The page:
By Devin Blake
This story was originally published by Milwaukee Neighborhood News Service, where you can find other stories reporting on fifteen city neighborhoods in Milwaukee. Visit milwaukeenns.org.
After a 14-month span during which six people died in custody at the Milwaukee County jail, the Board of Supervisors on Monday will decide whether to formally accept a report from the Milwaukee County Sheriff’s Office that explains policies and procedures at the jail.
In May, the board formally requested a “baseline report” about the operations of the jail. But some residents continue to express frustration that the report does not give clear answers about why these deaths continue to occur.
Kerrie Hirte, whose daughter died in the jail in December 2022, told NNS that the report does not provide the answers that she is looking for.
In particular, Hirte wants a clearer picture about the policies and procedures for the jail relating to suicide.
Hirte’s daughter, Cilivea Thyrion, died by apparent suicide, even though at the time of her death, she was housed in a special needs pod. These pods are typically for people who have mental or behavioral health needs.
Getting her questions answered by the Milwaukee County Sheriff’s Office will save lives, Hirte said.
“It could change in there (the jail),” she said. “But if nobody speaks out, there’s going to be less of a chance for change.”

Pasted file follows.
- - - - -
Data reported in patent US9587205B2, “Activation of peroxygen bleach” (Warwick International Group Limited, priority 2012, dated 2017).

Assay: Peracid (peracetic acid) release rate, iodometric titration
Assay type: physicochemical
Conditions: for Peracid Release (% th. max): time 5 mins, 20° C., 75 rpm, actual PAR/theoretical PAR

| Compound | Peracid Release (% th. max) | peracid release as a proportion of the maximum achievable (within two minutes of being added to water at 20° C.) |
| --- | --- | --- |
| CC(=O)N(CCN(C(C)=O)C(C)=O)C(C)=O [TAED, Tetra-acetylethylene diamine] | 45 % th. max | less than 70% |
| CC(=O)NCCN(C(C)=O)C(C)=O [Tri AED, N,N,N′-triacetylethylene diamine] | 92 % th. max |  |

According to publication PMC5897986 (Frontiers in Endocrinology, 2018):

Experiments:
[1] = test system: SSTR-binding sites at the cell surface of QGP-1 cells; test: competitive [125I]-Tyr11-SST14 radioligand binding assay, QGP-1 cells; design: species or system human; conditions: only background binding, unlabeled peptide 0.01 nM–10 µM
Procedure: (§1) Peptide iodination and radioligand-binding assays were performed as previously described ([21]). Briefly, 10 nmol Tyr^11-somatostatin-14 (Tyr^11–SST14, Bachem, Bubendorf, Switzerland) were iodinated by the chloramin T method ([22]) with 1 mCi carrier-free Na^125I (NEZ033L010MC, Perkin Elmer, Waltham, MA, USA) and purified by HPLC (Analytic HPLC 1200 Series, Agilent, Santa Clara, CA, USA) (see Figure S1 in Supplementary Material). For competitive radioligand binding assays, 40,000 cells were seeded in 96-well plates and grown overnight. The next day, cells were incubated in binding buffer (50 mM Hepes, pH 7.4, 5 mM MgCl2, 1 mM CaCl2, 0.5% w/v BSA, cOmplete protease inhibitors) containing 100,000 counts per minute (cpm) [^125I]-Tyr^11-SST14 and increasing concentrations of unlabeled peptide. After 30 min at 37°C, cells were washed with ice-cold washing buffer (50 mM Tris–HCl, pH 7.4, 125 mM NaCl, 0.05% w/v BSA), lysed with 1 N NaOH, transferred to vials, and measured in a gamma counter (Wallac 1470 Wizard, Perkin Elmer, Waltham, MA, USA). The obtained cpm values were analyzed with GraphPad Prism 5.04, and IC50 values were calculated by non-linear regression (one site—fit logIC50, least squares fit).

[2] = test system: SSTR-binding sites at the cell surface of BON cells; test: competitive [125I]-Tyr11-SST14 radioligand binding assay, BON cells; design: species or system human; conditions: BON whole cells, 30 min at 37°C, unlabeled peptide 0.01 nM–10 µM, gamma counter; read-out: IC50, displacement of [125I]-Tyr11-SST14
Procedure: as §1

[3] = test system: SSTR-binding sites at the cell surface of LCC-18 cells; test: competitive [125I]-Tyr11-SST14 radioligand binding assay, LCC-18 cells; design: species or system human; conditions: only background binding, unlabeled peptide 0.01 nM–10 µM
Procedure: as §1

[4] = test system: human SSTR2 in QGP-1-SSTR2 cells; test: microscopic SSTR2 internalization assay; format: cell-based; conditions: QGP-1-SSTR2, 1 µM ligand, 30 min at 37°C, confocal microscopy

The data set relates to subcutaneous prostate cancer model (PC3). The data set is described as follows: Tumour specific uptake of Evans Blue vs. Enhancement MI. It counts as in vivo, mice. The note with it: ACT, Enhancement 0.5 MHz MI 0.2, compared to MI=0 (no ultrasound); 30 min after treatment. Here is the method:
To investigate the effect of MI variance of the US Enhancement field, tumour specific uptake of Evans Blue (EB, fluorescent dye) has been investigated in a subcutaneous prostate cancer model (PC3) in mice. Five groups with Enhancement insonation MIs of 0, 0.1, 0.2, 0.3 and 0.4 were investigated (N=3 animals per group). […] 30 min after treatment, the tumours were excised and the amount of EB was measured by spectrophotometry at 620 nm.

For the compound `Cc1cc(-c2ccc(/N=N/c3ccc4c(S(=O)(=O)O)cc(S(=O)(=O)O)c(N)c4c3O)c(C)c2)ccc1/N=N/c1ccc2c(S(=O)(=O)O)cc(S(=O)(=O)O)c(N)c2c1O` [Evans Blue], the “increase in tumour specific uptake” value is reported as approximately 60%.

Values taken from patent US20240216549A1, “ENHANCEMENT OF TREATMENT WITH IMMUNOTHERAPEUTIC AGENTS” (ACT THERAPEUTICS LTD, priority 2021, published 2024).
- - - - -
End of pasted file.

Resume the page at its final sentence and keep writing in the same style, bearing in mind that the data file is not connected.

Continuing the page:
The sheriff’s office did not respond to a request for comment about the report.
Since the board’s request for the report in May, two people havedied in the jail, according to statements from the MCSO.
The board requested that the report include information about the organizational structure of the jail, third-party investigations, internal disciplinary proceedings and policies and procedures relating to mental health treatment and suicide prevention.
Supervisor Ryan Clancy, who chairs the Judiciary, Law Enforcement and General Services Committee, wants the report sent back to his committee to allow more discussion.
“We’d schedule a public hearing on just this item so we have the space to get the answers for the questions that the public has,” he said.
For more information
You can contact your county supervisor before Monday’s meeting, which takes place at 6 p.m. Monday at the Bradley Pavilion in the Marcus Performing Arts Center, located at 929 N. Water St. Free parking is available for those who attend.
Devin Blake is the criminal justice reporter for the Milwaukee Neighborhood News Service. His position is funded by the Public Welfare Foundation, which plays no role in editorial decisions in the NNS newsroom.